Urinary incontinence is an inability to hold your urine until you get to a toilet. It is often temporary, and may be associated with an underlying medical condition.
Women experience incontinence twice as often as men. Pregnancy and childbirth, menopause, and the structure of the female urinary tract account for this difference. But both women and men can become incontinent from neurologic injury, birth defects, strokes, multiple sclerosis, and physical problems associated with aging.
Older women, more often than younger women, experience incontinence. But incontinence is not inevitable with age. Incontinence is treatable and often curable at all ages. If you experience incontinence, you may feel embarrassed. It may help you to remember that loss of bladder control can be treated. You will need to overcome your embarrassment and see a doctor to learn if you need treatment for an underlying medical condition.
Incontinence in women usually occurs because of problems with muscles that help to hold or release urine. The body stores urine--water and wastes removed by the kidneys--in the bladder, a balloon-like organ. The bladder connects to the urethra, the tube through which urine leaves the body.
During urination, muscles in the wall of the bladder contract, forcing urine out of the bladder and into the urethra. At the same time, sphincter muscles surrounding the urethra relax, letting urine pass out of the body (see figure 1). Incontinence will occur if your bladder muscles suddenly contract or muscles surrounding the urethra suddenly relax.
Here are the types of incontinence
If coughing, laughing, sneezing, or other movements that put pressure on the bladder cause you to leak urine, you may have stress incontinence. Physical changes resulting from pregnancy, childbirth, and menopause often cause stress incontinence.
It is the most common form of incontinence in women and is treatable.
Pelvic floor muscles support your bladder (see figure 2). If these muscles weaken, your bladder can move downward, pushing slightly out of the bottom of the pelvis toward the vagina. This prevents muscles that ordinarily force the urethra shut from squeezing as tightly as they should. As a result, urine can leak into the urethra during moments of physical stress. Stress incontinence also occurs if the muscles that do the squeezing weaken.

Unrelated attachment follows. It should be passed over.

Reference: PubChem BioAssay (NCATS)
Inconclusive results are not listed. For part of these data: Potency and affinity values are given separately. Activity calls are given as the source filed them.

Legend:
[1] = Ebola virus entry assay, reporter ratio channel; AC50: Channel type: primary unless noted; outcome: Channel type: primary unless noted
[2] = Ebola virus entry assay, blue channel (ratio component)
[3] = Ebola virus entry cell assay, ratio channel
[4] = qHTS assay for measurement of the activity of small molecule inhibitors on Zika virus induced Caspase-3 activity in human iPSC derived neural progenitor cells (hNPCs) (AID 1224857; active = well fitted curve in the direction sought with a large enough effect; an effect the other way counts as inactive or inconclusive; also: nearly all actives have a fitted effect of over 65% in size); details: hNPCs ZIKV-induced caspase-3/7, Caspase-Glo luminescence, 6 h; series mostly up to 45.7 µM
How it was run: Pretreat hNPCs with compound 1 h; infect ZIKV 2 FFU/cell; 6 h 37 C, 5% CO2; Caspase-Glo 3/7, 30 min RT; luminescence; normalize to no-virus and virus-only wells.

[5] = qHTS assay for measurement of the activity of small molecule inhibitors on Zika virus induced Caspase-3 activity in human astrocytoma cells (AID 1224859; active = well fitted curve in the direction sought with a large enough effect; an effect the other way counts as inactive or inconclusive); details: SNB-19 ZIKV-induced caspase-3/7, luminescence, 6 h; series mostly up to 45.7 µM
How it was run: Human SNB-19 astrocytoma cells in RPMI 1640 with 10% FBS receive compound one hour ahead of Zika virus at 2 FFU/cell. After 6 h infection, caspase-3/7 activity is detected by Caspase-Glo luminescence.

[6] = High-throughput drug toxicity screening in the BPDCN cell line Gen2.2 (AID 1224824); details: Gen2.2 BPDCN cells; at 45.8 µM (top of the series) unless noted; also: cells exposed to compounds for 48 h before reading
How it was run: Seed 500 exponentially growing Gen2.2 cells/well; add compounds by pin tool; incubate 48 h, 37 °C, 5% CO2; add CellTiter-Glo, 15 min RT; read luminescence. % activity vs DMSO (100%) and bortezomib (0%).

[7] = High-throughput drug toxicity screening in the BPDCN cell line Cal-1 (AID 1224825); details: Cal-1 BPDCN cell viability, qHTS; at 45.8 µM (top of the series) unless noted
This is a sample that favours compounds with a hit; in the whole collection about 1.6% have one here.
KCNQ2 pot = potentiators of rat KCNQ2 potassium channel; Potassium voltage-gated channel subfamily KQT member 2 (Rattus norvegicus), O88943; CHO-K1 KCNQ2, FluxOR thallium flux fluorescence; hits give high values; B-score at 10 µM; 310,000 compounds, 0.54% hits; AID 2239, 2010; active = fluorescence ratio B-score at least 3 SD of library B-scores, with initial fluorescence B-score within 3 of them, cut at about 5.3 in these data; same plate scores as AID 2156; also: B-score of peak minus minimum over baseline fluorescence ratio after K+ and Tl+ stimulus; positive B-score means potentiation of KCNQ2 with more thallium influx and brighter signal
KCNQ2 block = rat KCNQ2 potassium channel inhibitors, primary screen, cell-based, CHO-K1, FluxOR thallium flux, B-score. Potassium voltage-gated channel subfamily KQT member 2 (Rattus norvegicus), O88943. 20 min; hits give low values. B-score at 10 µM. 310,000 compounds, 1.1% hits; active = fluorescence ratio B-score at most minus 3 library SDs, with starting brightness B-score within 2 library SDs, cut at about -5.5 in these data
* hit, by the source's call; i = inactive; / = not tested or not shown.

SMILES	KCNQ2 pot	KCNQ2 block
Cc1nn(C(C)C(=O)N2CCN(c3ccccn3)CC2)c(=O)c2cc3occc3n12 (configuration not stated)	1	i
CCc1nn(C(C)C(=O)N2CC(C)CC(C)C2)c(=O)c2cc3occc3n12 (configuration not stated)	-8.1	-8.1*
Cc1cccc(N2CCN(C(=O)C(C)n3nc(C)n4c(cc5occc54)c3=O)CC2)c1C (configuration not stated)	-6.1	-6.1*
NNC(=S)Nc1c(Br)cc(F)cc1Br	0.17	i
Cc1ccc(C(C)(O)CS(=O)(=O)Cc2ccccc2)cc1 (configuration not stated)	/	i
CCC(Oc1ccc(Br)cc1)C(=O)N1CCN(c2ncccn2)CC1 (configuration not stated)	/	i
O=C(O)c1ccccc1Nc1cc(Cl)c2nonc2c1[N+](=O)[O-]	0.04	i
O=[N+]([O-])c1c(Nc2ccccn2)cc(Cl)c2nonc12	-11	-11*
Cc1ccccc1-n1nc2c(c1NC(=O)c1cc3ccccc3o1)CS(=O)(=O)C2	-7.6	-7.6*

If you lose urine for no apparent reason while suddenly feeling the need or urge to urinate, you may have urge incontinence. The most common cause of urge incontinence is inappropriate bladder contractions.
Medical professionals describe such a bladder as "unstable," "spastic," or "overactive." Your doctor might call your condition "reflex incontinence" if it results from overactive nerves controlling the bladder.
Involuntary actions of bladder muscles can occur because of damage to the nerves of the bladder, to the nervous system (spinal cord and brain), or to the muscles themselves. Multiple sclerosis, Parkinson's disease, Alzheimer's disease, stroke, and injury--including injury that occurs during surgery--all can harm bladder nerves or muscles.
People with functional incontinence may have problems thinking, moving, or communicating that prevent them from reaching a toilet. A person with Alzheimer's disease, for example, may not think well enough to plan a timely trip to a restroom. A person in a wheelchair may be blocked from getting to a toilet in time. Conditions such as these are often associated with age and account for some of the incontinence of elderly women in nursing homes.
If your bladder is always full so that it frequently leaks urine, you have overflow incontinence. Weak bladder muscles or a blocked urethra can cause this type of incontinence. Nerve damage from diabetes or other diseases can lead to weak bladder muscles; tumors and urinary stones can block the urethra. Overflow incontinence is rare in women.
Other Types of Incontinence
Stress and urge incontinence often occur together in women. Combinations of incontinence--and this combination in particular--are sometimes referred to as "mixed incontinence."
Transient incontinence" is a temporary version of incontinence. It can be triggered by medications, urinary tract infections, mental impairment, restricted mobility, and stool impaction (severe constipation), which can push against the urinary tract and obstruct outflow.